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Lansing — Michigan State University fired former sports doctor Larry Nassar more than 16 months ago in the wake of widespread sexual abuse allegations, but the university is still sending bills to at least one of his patients, according to testimony on Monday from a 15-year-old victim.

Speaking during the fifth day of sentencing of Nassar’s sentencing hearing in Ingham County Circuit Court, Emma Ann Miller said she began seeing Nassar when she was 10 for a back injury. She saw him for the last time in August 2016, just a month before Nassar was fired from MSU.

“I am possibly the last child you will ever assault,” said Miller, who knew Nassar her whole life. “MSU Sports Medicine charged me for those appointments. My mom is still being billed for those appointments where I was sexually assaulted.”

MSU spokesman Jason Cody responded to Miller’s complaint by telling The Detroit News: “This has been passed on to the people who handle that to address, and I can tell you that patients of former MSU physician Larry Nassar will not be billed.”

Cody also stated patients with outstanding bills “will not be billed” and the university is reviewing whether to issue any refunds to the victims.

The revelation comes as community outrage continues to mount at how MSU has handled one of the biggest scandals to rock the university.

Many are calling on MSU President Lou Anna Simon to resign in the wake of more than 100 victims making statements this week and last about the impact Nassar’s abuse has had on their lives in Ingham County Circuit Court.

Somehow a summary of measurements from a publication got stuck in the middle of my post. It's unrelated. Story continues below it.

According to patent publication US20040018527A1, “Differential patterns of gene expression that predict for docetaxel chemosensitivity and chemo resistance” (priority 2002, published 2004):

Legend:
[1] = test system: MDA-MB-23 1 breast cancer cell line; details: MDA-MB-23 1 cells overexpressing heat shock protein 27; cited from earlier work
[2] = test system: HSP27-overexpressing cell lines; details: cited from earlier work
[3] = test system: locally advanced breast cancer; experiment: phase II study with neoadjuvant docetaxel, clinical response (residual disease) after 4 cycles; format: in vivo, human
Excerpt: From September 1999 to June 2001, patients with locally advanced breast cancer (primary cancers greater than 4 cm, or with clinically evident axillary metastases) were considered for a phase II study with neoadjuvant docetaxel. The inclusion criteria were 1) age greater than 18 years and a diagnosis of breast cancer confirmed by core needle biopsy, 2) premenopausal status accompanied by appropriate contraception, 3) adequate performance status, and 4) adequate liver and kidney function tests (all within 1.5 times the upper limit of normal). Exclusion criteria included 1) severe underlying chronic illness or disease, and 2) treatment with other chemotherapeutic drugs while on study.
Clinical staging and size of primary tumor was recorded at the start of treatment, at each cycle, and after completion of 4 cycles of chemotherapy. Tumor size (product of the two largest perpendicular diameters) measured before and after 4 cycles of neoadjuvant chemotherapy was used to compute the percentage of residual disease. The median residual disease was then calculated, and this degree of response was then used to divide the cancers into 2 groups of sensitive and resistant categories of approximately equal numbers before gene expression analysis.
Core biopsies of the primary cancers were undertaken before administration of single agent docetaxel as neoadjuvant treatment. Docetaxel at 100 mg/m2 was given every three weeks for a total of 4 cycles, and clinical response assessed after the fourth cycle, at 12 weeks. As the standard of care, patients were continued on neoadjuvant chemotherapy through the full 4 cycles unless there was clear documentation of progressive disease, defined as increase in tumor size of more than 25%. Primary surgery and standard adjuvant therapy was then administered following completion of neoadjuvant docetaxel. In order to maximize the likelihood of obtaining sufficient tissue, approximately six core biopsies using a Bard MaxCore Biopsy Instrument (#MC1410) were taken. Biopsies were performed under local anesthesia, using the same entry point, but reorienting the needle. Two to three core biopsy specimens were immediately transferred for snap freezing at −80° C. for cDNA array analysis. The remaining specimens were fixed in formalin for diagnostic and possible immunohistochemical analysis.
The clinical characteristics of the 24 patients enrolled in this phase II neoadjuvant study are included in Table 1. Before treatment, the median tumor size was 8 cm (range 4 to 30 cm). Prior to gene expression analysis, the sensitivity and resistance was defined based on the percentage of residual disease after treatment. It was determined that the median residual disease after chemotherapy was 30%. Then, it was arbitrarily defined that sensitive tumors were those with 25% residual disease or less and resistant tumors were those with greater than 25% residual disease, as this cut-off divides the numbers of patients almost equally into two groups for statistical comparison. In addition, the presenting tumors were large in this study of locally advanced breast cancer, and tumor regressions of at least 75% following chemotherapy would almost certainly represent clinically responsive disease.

Nassar, previously sentenced to 60 years in prison on child pornography charges, is facing sentencing in a separate sexual assault case this week in the Ingham County courtroom.

A Detroit News investigation published last week found that reports of sexual misconduct by Nassar reached at least 14 university representatives in the two decades before his arrest.

Among those notified was Simon, who was informed in 2014 that a Title IX complaint and a police report had been filed against an unnamed physician.

Despite growing calls for Simon’s resignation, the MSU Board of Trustees affirmed its support for her Friday, denying any “cover-up” of the Nassar scandal and asking state Attorney General Bill Schuette to investigate the school’s handling of sexual misconduct complaints against the former sports doctor.

On Saturday, one trustee, Mitch Lyons, changed his position and asked Simon to step down.

But civil lawsuits continue to be filed by women and are now nearing 200 against Nassar, MSU and others, said Okemos-based attorneys Mick Grewal and David Mittleman.

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